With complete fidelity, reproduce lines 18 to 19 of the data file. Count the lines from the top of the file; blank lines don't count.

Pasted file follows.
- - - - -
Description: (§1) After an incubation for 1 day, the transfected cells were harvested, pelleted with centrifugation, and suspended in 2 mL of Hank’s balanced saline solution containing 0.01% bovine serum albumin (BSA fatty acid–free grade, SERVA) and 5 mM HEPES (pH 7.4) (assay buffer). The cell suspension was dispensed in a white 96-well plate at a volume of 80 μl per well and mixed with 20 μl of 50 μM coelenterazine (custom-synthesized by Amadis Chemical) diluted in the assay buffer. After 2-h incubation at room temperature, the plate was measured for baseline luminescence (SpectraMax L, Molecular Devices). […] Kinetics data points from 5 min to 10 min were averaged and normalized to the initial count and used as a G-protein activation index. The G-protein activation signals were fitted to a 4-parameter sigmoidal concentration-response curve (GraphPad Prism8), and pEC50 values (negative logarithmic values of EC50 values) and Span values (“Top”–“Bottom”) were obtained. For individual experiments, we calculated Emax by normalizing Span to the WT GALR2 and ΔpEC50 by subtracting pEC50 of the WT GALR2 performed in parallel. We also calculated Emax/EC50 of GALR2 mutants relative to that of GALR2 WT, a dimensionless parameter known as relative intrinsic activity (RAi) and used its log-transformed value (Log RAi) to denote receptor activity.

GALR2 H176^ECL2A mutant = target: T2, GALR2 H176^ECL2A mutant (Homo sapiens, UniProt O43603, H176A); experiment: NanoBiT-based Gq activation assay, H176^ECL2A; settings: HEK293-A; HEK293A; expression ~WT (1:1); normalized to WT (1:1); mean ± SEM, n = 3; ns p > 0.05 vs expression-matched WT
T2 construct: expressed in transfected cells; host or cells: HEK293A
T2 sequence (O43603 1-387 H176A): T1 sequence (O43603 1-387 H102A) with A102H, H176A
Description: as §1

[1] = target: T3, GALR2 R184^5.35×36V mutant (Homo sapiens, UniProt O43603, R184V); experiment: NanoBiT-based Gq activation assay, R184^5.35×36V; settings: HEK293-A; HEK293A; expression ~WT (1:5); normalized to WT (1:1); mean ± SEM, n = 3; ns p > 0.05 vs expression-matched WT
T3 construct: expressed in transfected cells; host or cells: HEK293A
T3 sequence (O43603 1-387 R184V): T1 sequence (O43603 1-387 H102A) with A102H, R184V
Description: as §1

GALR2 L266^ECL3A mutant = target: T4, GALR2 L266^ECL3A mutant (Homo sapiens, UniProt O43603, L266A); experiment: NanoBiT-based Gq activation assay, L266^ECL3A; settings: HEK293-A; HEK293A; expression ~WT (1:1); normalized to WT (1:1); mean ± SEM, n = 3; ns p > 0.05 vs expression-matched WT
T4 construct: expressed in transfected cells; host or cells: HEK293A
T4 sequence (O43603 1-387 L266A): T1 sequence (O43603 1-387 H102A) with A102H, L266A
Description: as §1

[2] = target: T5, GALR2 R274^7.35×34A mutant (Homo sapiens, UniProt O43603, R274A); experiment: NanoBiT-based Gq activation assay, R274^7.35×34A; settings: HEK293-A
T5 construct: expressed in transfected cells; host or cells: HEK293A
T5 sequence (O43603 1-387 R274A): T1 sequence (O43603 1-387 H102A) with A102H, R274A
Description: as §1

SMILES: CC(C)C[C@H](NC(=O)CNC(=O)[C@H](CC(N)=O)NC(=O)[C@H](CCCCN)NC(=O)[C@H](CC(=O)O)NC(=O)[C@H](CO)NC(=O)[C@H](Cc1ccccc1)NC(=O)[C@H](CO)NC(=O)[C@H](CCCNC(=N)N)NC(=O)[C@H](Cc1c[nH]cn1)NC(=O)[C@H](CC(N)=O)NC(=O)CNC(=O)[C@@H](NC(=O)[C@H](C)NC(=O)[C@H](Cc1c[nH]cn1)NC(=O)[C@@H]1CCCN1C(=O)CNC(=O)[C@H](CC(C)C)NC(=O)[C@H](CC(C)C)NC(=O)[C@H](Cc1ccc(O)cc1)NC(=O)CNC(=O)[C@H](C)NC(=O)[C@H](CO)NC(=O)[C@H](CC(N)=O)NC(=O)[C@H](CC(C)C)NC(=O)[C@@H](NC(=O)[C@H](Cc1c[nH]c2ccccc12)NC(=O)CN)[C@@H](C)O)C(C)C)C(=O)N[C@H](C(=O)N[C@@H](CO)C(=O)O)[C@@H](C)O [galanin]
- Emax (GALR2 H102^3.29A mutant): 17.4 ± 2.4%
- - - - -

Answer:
SMILES: CC(C)C[C@H](NC(=O)CNC(=O)[C@H](CC(N)=O)NC(=O)[C@H](CCCCN)NC(=O)[C@H](CC(=O)O)NC(=O)[C@H](CO)NC(=O)[C@H](Cc1ccccc1)NC(=O)[C@H](CO)NC(=O)[C@H](CCCNC(=N)N)NC(=O)[C@H](Cc1c[nH]cn1)NC(=O)[C@H](CC(N)=O)NC(=O)CNC(=O)[C@@H](NC(=O)[C@H](C)NC(=O)[C@H](Cc1c[nH]cn1)NC(=O)[C@@H]1CCCN1C(=O)CNC(=O)[C@H](CC(C)C)NC(=O)[C@H](CC(C)C)NC(=O)[C@H](Cc1ccc(O)cc1)NC(=O)CNC(=O)[C@H](C)NC(=O)[C@H](CO)NC(=O)[C@H](CC(N)=O)NC(=O)[C@H](CC(C)C)NC(=O)[C@@H](NC(=O)[C@H](Cc1c[nH]c2ccccc12)NC(=O)CN)[C@@H](C)O)C(C)C)C(=O)N[C@H](C(=O)N[C@@H](CO)C(=O)O)[C@@H](C)O [galanin]
- Emax (GALR2 H102^3.29A mutant): 17.4 ± 2.4%